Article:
David Copperfield By Charles Dickens Chapters 19-20

'Well now,' said the waiter, in a tone of confidence, 'what would you like for dinner? Young gentlemen likes poultry in general: have a fowl!'

I told him, as majestically as I could, that I wasn't in the humour for a fowl.

'Ain't you?' said the waiter. 'Young gentlemen is generally tired of beef and mutton: have a weal cutlet!'

I assented to this proposal, in default of being able to suggest anything else.

'Do you care for taters?' said the waiter, with an insinuating smile, and his head on one side. 'Young gentlemen generally has been overdosed with taters.'

I commanded him, in my deepest voice, to order a veal cutlet and potatoes, and all things fitting; and to inquire at the bar if there were any letters for Trotwood Copperfield, Esquire — which I knew there were not, and couldn't be, but thought it manly to appear to expect.

He soon came back to say that there were none (at which I was much surprised) and began to lay the cloth for my dinner in a box by the fire. While he was so engaged, he asked me what I would take with it; and on my replying 'Half a pint of sherry,'thought it a favourable opportunity, I am afraid, to extract that measure of wine from the stale leavings at the bottoms of several small decanters. I am of this opinion, because, while I was reading the newspaper, I observed him behind a low wooden partition, which was his private apartment, very busy pouring out of a number of those vessels into one, like a chemist and druggist making up a prescription. When the wine came, too, I thought it flat; and it certainly had more English crumbs in it, than were to be expected in a foreign wine in anything like a pure state, but I was bashful enough to drink it, and say nothing.

Being then in a pleasant frame of mind (from which I infer that poisoning is not always disagreeable in some stages of the process), I resolved to go to the play. It was Covent Garden Theatre that I chose; and there, from the back of a centre box, I saw Julius Caesar and the new Pantomime. To have all those noble Romans alive before me, and walking in and out for my entertainment, instead of being the stern taskmasters they had been at school, was a most novel and delightful effect. But the mingled reality and mystery of the whole show, the influence upon me of the poetry, the lights, the music, the company, the smooth stupendous changes of glittering and brilliant scenery, were so dazzling, and opened up such illimitable regions of delight, that when I came out into the rainy street, at twelve o'clock at night, I felt as if I had come from the clouds, where I had been leading a romantic life for ages, to a bawling, splashing, link-lighted, umbrella-struggling, hackney-coach-jostling, patten-clinking, muddy, miserable world.

I had emerged by another door, and stood in the street for a little while, as if I really were a stranger upon earth: but the unceremonious pushing and hustling that I received, soon recalled me to myself, and put me in the road back to the hotel; whither I went, revolving the glorious vision all the way; and where, after some porter and oysters, I sat revolving it still, at past one o'clock, with my eyes on the coffee-room fire.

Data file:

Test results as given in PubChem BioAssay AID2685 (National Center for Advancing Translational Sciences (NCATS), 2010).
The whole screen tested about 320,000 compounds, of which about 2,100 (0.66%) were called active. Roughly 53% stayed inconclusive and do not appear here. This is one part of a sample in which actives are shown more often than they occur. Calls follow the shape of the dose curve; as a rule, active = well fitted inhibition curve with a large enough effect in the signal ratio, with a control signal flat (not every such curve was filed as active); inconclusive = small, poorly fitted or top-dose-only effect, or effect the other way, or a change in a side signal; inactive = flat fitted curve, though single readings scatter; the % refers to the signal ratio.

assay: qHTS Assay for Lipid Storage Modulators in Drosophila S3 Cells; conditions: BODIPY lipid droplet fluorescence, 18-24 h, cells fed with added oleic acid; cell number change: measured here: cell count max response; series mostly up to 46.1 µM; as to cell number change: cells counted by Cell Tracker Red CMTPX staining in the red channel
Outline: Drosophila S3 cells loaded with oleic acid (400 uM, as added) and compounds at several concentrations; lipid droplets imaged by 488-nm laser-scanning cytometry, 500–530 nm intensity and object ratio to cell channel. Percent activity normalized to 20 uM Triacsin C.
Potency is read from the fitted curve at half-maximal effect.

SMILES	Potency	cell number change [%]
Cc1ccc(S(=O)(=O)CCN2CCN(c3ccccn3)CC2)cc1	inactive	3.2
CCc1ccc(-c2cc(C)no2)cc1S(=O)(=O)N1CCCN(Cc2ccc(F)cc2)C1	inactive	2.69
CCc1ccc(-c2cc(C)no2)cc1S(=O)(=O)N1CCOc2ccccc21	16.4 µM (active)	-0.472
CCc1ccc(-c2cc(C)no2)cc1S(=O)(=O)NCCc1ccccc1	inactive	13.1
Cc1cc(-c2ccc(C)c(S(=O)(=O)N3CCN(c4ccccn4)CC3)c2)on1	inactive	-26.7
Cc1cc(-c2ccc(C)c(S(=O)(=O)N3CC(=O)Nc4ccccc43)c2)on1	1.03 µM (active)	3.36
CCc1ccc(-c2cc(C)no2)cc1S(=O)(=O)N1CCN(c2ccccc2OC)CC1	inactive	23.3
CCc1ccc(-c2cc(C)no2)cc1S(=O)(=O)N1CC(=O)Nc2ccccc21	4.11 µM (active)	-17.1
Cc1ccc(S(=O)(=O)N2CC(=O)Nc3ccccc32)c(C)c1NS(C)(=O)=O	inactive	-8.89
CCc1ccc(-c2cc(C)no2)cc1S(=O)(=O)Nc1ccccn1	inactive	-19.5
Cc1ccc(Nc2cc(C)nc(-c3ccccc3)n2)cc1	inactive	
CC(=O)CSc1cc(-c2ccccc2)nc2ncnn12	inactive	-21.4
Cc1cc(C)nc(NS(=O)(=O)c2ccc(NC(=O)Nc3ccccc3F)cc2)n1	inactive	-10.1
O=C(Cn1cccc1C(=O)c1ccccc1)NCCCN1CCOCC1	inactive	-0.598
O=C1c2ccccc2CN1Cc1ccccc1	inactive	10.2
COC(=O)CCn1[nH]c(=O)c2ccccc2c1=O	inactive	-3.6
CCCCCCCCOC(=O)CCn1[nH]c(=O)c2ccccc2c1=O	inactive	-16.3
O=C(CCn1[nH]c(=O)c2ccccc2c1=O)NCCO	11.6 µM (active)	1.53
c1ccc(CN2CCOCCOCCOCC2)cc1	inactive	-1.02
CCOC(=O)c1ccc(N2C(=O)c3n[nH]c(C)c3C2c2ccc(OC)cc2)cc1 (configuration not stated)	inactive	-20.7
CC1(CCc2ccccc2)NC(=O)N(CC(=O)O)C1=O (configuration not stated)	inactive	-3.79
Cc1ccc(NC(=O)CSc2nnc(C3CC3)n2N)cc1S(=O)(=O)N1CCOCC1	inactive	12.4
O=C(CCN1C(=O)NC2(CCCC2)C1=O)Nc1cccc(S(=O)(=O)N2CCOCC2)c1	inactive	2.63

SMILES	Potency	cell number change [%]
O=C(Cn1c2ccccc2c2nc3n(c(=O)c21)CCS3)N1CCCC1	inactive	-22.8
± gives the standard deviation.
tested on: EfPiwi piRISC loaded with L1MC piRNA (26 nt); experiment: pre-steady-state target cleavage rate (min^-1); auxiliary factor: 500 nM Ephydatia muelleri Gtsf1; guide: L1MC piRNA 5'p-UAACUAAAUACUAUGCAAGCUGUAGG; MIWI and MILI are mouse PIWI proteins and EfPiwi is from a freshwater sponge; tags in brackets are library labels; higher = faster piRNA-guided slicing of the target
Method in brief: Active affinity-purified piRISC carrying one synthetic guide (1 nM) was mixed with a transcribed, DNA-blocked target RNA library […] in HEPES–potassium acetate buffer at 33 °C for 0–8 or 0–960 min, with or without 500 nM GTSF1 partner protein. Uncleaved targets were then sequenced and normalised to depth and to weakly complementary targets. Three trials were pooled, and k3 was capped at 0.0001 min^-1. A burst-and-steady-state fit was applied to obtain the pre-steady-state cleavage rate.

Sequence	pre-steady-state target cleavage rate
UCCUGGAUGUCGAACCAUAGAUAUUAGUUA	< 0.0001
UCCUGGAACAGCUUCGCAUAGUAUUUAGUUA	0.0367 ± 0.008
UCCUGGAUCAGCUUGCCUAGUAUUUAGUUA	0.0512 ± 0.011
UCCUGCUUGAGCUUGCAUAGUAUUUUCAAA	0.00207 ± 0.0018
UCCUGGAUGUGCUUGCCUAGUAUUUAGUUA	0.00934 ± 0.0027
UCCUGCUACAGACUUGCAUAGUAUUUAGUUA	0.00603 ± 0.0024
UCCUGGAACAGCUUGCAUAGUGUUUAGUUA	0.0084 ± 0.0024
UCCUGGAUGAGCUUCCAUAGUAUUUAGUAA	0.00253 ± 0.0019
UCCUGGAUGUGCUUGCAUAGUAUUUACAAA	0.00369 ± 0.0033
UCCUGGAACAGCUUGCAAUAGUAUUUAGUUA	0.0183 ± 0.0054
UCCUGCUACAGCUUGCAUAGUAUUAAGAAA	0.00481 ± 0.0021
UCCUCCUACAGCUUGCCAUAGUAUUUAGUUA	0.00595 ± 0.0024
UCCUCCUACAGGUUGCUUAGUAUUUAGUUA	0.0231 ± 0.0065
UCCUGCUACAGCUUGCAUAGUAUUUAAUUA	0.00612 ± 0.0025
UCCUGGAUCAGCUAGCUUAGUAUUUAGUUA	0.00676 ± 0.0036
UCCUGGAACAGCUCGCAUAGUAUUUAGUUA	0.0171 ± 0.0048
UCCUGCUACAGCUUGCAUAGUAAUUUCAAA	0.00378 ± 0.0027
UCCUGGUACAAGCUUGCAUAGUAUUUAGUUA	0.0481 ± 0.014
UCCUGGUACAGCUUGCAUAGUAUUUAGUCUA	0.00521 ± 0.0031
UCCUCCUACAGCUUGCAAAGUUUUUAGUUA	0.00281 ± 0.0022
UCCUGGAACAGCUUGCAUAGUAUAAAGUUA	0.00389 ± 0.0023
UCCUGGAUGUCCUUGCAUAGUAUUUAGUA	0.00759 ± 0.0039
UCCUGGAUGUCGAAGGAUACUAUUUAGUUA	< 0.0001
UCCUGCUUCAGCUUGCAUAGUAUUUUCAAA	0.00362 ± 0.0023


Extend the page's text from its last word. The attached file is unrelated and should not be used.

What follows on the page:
I was so filled with the play, and with the past — for it was, in a manner, like a shining transparency, through which I saw my earlier life moving along — that I don't know when the figure of a handsome well-formed young man dressed with a tasteful easy negligence which I have reason to remember very well, became a real presence to me. But I recollect being conscious of his company without having noticed his coming in — and my still sitting, musing, over the coffee-room fire.

At last I rose to go to bed, much to the relief of the sleepy waiter, who had got the fidgets in his legs, and was twisting them, and hitting them, and putting them through all kinds of contortions in his small pantry. In going towards the door, I passed the person who had come in, and saw him plainly. I turned directly, came back, and looked again. He did not know me, but I knew him in a moment.

At another time I might have wanted the confidence or the decision to speak to him, and might have put it off until next day, and might have lost him. But, in the then condition of my mind, where the play was still running high, his former protection of me appeared so deserving of my gratitude, and my old love for him overflowed my breast so freshly and spontaneously, that I went up to him at once, with a fast-beating heart, and said:

'Steerforth! won't you speak to me?'

He looked at me — just as he used to look, sometimes — but I saw no recognition in his face.

'You don't remember me, I am afraid,' said I.

'My God!' he suddenly exclaimed. 'It's little Copperfield!'

I grasped him by both hands, and could not let them go. But for very shame, and the fear that it might displease him, I could have held him round the neck and cried.

'I never, never, never was so glad! My dear Steerforth, I am so overjoyed to see you!'

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